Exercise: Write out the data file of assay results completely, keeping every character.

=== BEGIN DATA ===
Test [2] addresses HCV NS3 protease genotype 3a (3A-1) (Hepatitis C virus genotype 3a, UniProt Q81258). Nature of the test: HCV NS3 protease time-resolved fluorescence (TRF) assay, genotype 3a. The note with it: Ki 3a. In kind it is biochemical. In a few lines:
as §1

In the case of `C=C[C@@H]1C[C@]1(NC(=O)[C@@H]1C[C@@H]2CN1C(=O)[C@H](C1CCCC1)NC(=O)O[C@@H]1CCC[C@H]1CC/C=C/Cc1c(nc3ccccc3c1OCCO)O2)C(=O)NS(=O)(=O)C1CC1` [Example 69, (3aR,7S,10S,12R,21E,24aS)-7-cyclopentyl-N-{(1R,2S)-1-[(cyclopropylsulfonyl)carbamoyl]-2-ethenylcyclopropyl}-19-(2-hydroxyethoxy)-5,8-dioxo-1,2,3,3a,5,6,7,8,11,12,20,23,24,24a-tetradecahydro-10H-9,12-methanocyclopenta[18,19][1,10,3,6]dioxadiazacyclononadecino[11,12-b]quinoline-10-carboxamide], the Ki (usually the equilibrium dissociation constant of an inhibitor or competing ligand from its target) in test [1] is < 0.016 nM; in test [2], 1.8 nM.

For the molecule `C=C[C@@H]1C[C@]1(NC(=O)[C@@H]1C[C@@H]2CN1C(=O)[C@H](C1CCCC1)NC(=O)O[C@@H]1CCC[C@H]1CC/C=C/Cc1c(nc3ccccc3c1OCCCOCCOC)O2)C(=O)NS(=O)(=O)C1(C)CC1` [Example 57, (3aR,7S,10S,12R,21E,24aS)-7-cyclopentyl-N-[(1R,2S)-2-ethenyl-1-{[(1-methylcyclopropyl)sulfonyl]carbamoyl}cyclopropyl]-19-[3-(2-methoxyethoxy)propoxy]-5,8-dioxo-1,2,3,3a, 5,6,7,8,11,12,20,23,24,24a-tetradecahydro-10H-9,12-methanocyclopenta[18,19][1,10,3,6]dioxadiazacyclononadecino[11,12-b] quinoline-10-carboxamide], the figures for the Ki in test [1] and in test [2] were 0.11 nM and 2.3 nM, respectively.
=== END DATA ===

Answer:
Test [2] addresses HCV NS3 protease genotype 3a (3A-1) (Hepatitis C virus genotype 3a, UniProt Q81258). Nature of the test: HCV NS3 protease time-resolved fluorescence (TRF) assay, genotype 3a. The note with it: Ki 3a. In kind it is biochemical. In a few lines:
as §1

In the case of `C=C[C@@H]1C[C@]1(NC(=O)[C@@H]1C[C@@H]2CN1C(=O)[C@H](C1CCCC1)NC(=O)O[C@@H]1CCC[C@H]1CC/C=C/Cc1c(nc3ccccc3c1OCCO)O2)C(=O)NS(=O)(=O)C1CC1` [Example 69, (3aR,7S,10S,12R,21E,24aS)-7-cyclopentyl-N-{(1R,2S)-1-[(cyclopropylsulfonyl)carbamoyl]-2-ethenylcyclopropyl}-19-(2-hydroxyethoxy)-5,8-dioxo-1,2,3,3a,5,6,7,8,11,12,20,23,24,24a-tetradecahydro-10H-9,12-methanocyclopenta[18,19][1,10,3,6]dioxadiazacyclononadecino[11,12-b]quinoline-10-carboxamide], the Ki (usually the equilibrium dissociation constant of an inhibitor or competing ligand from its target) in test [1] is < 0.016 nM; in test [2], 1.8 nM.

For the molecule `C=C[C@@H]1C[C@]1(NC(=O)[C@@H]1C[C@@H]2CN1C(=O)[C@H](C1CCCC1)NC(=O)O[C@@H]1CCC[C@H]1CC/C=C/Cc1c(nc3ccccc3c1OCCCOCCOC)O2)C(=O)NS(=O)(=O)C1(C)CC1` [Example 57, (3aR,7S,10S,12R,21E,24aS)-7-cyclopentyl-N-[(1R,2S)-2-ethenyl-1-{[(1-methylcyclopropyl)sulfonyl]carbamoyl}cyclopropyl]-19-[3-(2-methoxyethoxy)propoxy]-5,8-dioxo-1,2,3,3a, 5,6,7,8,11,12,20,23,24,24a-tetradecahydro-10H-9,12-methanocyclopenta[18,19][1,10,3,6]dioxadiazacyclononadecino[11,12-b] quinoline-10-carboxamide], the figures for the Ki in test [1] and in test [2] were 0.11 nM and 2.3 nM, respectively.